I'm a cooking geek too, I'll watch something on Food Network then go grab The Joy of Cooking to read what it has to say about the same subject.

Brining is something I haven't ventured into yet, although I'd like to give it a whirl one day.
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Old 11-27-10, 01:08 AM   #45
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I think both approaches are good depending on circumstances. Sometimes on entry-level stuff at a bike co-op you'd want to do basic clean-up and shining of some parts, but it's unlikely you'd have nice c-record seatposts that'd you want to spend time and get up to a mirror shine with proper polishing compounds. I'm going to see if I can fanangle my way into getting the old bench grinder at work set up for polishing and begin learning more.
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Old 11-27-10, 05:52 AM   #46
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You know what they say about opinions; they're like bumholes, everybody's got one and they all stink. Lots of good info on the original post. Is it a lot of time consuming hand work? Yes, but sometimes that's what it takes. I have a 3/4 horse Baldor with one inch spindle, a very nice, pro quality buffing machine, but I didn't buy it for and rarely use it for bike parts. And, I know how to use it. Aluminum, however, is a very soft metal. The softest I ever work on. My only concern with many of the methods suggested on this forum is that they essentially change the part so much. Rounding over edges, diminishing the definition of the lines of the part, blurring the edges of any engraving, etc. If that's Ok with you, or you can use a buffer and get the results you're after, more power to you. But many of the techniques I see recommended on the forum remove a lot of metal. It seems it's the difference between restoring a part, and re-finishing a part. One of the most valuable aspects of the original post is the technique of going up through the grits, step by step, removing scratch marks with the next higher grit before moving on to the next. The proper approach to polishing any metal. Is it easy to put aluminum on a buffing wheel and bring up to a mirror shine. Yep. It's soft stuff. Can you save a lot of time and steps by buffing? Of course. But there's a place for hand polishing too.

When recommending a buffer I was thinking large part like a seat post or something, smaller parts like a head tube badge should be done by hand for some of the reasons you have listed, also the head tube badges are usually a softer aluminum and you should beware of a buffing wheel on them.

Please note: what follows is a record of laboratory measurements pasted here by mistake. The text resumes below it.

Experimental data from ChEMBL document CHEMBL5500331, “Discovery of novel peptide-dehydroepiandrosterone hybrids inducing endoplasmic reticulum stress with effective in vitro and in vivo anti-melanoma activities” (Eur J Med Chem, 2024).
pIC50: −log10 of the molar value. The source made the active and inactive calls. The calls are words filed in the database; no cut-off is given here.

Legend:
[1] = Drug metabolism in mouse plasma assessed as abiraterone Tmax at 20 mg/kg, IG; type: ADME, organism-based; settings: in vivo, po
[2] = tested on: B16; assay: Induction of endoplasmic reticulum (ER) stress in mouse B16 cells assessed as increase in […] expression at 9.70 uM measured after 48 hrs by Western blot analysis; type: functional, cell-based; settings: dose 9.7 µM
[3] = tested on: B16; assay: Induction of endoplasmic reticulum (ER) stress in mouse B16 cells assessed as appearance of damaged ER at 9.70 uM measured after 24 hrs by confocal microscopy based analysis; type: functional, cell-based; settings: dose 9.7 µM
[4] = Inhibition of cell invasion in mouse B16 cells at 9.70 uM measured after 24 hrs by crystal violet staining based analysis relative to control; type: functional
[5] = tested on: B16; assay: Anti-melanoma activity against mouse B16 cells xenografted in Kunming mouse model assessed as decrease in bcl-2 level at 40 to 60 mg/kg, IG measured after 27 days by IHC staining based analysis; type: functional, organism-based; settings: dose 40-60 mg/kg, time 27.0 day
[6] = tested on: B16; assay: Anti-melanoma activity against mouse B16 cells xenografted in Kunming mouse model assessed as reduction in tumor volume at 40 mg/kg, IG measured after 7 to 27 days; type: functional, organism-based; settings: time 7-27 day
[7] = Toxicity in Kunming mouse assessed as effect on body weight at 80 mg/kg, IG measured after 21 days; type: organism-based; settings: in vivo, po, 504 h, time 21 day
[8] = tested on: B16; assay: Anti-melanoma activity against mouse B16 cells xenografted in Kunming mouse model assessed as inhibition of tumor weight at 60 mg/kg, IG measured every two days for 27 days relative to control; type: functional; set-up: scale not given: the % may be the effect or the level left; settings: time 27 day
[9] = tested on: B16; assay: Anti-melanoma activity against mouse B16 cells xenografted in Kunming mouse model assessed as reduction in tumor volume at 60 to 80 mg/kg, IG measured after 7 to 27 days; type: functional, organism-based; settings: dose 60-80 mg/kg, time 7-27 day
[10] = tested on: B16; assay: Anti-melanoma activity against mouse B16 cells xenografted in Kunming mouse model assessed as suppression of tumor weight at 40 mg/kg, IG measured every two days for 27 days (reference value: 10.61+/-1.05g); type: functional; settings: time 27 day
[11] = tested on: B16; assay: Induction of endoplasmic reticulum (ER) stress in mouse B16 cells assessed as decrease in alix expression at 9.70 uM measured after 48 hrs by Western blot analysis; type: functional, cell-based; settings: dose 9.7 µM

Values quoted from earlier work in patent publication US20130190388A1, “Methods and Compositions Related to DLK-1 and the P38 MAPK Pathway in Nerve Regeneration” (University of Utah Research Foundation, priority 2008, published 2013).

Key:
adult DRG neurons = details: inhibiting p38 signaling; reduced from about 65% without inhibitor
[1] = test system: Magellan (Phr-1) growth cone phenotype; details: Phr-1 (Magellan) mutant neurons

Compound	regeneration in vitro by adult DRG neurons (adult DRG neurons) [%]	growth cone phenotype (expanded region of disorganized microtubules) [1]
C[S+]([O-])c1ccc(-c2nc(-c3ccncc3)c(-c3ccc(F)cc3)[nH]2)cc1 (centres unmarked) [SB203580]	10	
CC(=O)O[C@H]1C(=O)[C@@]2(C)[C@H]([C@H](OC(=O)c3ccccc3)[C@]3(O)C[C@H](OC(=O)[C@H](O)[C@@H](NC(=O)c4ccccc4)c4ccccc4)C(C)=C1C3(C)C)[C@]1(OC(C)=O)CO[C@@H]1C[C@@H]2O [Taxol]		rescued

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Old 11-27-10, 09:28 AM   #47
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FWIW, I often find when hand polishing stuff it is easier to hold the part and move it, rather than the rag, especially with small parts.
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Old 11-27-10, 09:57 AM   #48
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My buffing wheel is mounted on an arbor so I can spin it with my drill press. It has pleanty of torque so I can apply all the pressure I need to and I can vary the speed by moving the drive belt.

I don't agree with OFG. Sometimes you have to remove perfectly good anodizing if you want a polished finish.
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Old 12-01-10, 02:52 AM   #49
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Keith (or anyone else, for that matter), a few questions:

1. How long would you estimate you spend sanding with each grit--say, for example, if you were sanding a non-drive crank arm?
2. Have you ever given the full treatment to a pair of rims? Any concerns with effects on the braking surface?
3. Do you wear any gloves, and, if not, how do you clean your hands afterward?

Thanks for the great thread!
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Old 12-01-10, 07:23 AM   #50
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Keith (or anyone else, for that matter), a few questions:

1. How long would you estimate you spend sanding with each grit--say, for example, if you were sanding a non-drive crank arm?
2. Have you ever given the full treatment to a pair of rims? Any concerns with effects on the braking surface?
3. Do you wear any gloves, and, if not, how do you clean your hands afterward?

Thanks for the great thread!
1. Just a few minutes or less with each grit. Always sand in the 'long' direction in straight lines
2. Rims, I buff away but try not to go too overboard on the sidewalls. The entire sanding buffing polishing routine removes very little metal.
3. No gloves. Dawn dish detergent.